List entry

List entry Summary

This monument is scheduled under the Ancient Monuments and Archaeological Areas Act 1979 as amended as it appears to the Secretary of State to be of national importance. This entry is a copy, the original is held by the Department for Culture, Media and Sport.

Name: Standing cross in St Mary's churchyard

List entry Number: 1017058

Location

The monument may lie within the boundary of more than one authority.

County District District Type Parish
Cheshire EastUnitary AuthorityActon

National Park: Not applicable to this List entry.

Grade: Not applicable to this List entry.

Date first scheduled: 14-Dec-1999

Date of most recent amendment: Not applicable to this List entry.

Legacy System Information

The contents of this record have been generated from a legacy data system.

Legacy System: RSM

UID: 32562

Asset Groupings

This list entry does not comprise part of an Asset Grouping. Asset Groupings are not part of the official record but are added later for information.

List entry Description

Summary of Monument

Legacy Record - This information may be included in the List Entry Details.

Reasons for Designation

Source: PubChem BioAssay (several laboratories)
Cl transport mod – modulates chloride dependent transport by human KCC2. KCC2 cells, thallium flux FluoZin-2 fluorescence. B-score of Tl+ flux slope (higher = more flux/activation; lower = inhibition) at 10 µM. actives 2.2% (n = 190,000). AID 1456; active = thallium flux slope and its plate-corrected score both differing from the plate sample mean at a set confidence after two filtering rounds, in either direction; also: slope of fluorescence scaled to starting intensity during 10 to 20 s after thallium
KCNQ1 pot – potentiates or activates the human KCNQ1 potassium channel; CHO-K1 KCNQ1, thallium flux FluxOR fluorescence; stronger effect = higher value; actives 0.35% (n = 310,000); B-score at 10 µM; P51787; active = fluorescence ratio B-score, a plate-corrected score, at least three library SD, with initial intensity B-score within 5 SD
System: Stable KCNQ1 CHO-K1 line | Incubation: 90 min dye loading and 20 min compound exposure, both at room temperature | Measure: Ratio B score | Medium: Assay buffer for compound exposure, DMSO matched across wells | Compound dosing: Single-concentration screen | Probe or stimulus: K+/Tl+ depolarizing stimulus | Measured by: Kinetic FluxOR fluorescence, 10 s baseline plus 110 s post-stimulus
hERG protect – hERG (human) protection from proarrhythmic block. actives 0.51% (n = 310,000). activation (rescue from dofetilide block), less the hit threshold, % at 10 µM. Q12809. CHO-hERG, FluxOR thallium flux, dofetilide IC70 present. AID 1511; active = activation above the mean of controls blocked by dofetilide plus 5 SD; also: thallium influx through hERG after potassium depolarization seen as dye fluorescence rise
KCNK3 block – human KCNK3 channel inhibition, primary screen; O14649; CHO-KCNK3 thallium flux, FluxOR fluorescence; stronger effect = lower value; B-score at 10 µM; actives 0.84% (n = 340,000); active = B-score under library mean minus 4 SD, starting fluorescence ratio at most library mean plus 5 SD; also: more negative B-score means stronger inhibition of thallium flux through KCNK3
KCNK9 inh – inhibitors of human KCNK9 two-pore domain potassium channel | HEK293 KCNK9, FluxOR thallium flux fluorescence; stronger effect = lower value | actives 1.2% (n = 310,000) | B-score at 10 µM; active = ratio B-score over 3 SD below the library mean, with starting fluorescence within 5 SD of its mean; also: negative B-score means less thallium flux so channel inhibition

A standing cross is a free standing upright structure, usually of stone, mostly erected during the medieval period (mid 10th to mid 16th centuries AD). Standing crosses served a variety of functions. In churchyards they served as stations for outdoor processions, particularly in the observance of Palm Sunday. Elsewhere, standing crosses were used within settlements as places for preaching, public proclamation and penance, as well as defining rights of sanctuary. Standing crosses were also employed to mark boundaries between parishes, property, or settlements. A few crosses were erected to commemorate battles. Some crosses were linked to particular saints, whose support and protection their presence would have helped to invoke. Crosses in market places may have helped to validate transactions. After the Reformation, some crosses continued in use as foci for municipal or borough ceremonies, for example as places for official proclamations and announcements; some were the scenes of games or recreational activity. Standing crosses were distributed throughout England and are thought to have numbered in excess of 12,000. However, their survival since the Reformation has been variable, being much affected by local conditions, attitudes and religious sentiment. In particular, many cross-heads were destroyed by iconoclasts during the 16th and 17th centuries. Less than 2,000 medieval standing crosses, with or without cross-heads, are now thought to exist. The oldest and most basic form of standing cross is the monolith, a stone shaft often set directly in the ground without a base. The most common form is the stepped cross, in which the shaft is set in a socket stone and raised upon a flight of steps; this type of cross remained current from the 11th to 12th centuries until after the Reformation. Where the cross-head survives it may take a variety of forms, from a lantern-like structure to a crucifix; the more elaborate examples date from the 15th century. Much less common than stepped crosses are spire-shaped crosses, often composed of three or four receding stages with elaborate architectural decoration and/or sculptured figures; the most famous of these include the Eleanor crosses, erected by Edward I at the stopping places of the funeral cortege of his wife, who died in 1290. Also uncommon are the preaching crosses which were built in public places from the 13th century, typically in the cemeteries of religious communities and cathedrals, market places and wide thoroughfares; they include a stepped base, buttresses supporting a vaulted canopy, in turn carrying either a shaft and head or a pinnacled spire. Standing crosses contribute significantly to our understanding of medieval customs, both secular and religious, and to our knowledge of medieval parishes and settlement patterns. All crosses which survive as standing monuments, especially those which stand in or near their original location, are considered worthy of protection.